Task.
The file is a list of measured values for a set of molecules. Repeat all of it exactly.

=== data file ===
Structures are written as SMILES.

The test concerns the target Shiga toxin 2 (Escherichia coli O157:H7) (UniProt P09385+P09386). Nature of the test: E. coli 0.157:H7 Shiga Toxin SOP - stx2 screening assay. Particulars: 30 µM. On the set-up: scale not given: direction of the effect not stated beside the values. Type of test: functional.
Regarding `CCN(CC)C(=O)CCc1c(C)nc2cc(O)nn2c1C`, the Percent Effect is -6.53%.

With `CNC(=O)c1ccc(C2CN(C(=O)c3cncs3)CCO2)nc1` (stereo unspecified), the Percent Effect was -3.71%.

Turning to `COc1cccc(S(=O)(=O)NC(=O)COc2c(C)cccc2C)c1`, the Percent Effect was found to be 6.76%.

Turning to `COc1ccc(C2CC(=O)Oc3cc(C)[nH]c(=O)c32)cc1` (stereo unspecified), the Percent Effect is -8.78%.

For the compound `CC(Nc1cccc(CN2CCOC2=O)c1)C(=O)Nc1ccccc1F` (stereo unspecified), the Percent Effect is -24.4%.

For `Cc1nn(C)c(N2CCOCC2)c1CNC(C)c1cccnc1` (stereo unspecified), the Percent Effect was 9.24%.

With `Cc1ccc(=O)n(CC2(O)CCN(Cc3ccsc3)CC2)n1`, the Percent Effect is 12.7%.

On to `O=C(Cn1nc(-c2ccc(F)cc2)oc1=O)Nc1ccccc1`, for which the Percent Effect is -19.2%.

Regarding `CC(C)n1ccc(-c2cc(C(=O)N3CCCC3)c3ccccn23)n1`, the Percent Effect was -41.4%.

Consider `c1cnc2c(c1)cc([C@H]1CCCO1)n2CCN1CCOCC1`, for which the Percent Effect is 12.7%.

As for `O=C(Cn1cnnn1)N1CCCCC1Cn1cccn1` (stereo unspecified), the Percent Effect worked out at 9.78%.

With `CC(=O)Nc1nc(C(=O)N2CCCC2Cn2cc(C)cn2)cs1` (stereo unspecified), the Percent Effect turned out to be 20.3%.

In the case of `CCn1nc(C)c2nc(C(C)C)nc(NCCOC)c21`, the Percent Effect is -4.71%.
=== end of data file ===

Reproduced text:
Structures are written as SMILES.

The test concerns the target Shiga toxin 2 (Escherichia coli O157:H7) (UniProt P09385+P09386). Nature of the test: E. coli 0.157:H7 Shiga Toxin SOP - stx2 screening assay. Particulars: 30 µM. On the set-up: scale not given: direction of the effect not stated beside the values. Type of test: functional.
Regarding `CCN(CC)C(=O)CCc1c(C)nc2cc(O)nn2c1C`, the Percent Effect is -6.53%.

With `CNC(=O)c1ccc(C2CN(C(=O)c3cncs3)CCO2)nc1` (stereo unspecified), the Percent Effect was -3.71%.

Turning to `COc1cccc(S(=O)(=O)NC(=O)COc2c(C)cccc2C)c1`, the Percent Effect was found to be 6.76%.

Turning to `COc1ccc(C2CC(=O)Oc3cc(C)[nH]c(=O)c32)cc1` (stereo unspecified), the Percent Effect is -8.78%.

For the compound `CC(Nc1cccc(CN2CCOC2=O)c1)C(=O)Nc1ccccc1F` (stereo unspecified), the Percent Effect is -24.4%.

For `Cc1nn(C)c(N2CCOCC2)c1CNC(C)c1cccnc1` (stereo unspecified), the Percent Effect was 9.24%.

With `Cc1ccc(=O)n(CC2(O)CCN(Cc3ccsc3)CC2)n1`, the Percent Effect is 12.7%.

On to `O=C(Cn1nc(-c2ccc(F)cc2)oc1=O)Nc1ccccc1`, for which the Percent Effect is -19.2%.

Regarding `CC(C)n1ccc(-c2cc(C(=O)N3CCCC3)c3ccccn23)n1`, the Percent Effect was -41.4%.

Consider `c1cnc2c(c1)cc([C@H]1CCCO1)n2CCN1CCOCC1`, for which the Percent Effect is 12.7%.

As for `O=C(Cn1cnnn1)N1CCCCC1Cn1cccn1` (stereo unspecified), the Percent Effect worked out at 9.78%.

With `CC(=O)Nc1nc(C(=O)N2CCCC2Cn2cc(C)cn2)cs1` (stereo unspecified), the Percent Effect turned out to be 20.3%.

In the case of `CCn1nc(C)c2nc(C(C)C)nc(NCCOC)c21`, the Percent Effect is -4.71%.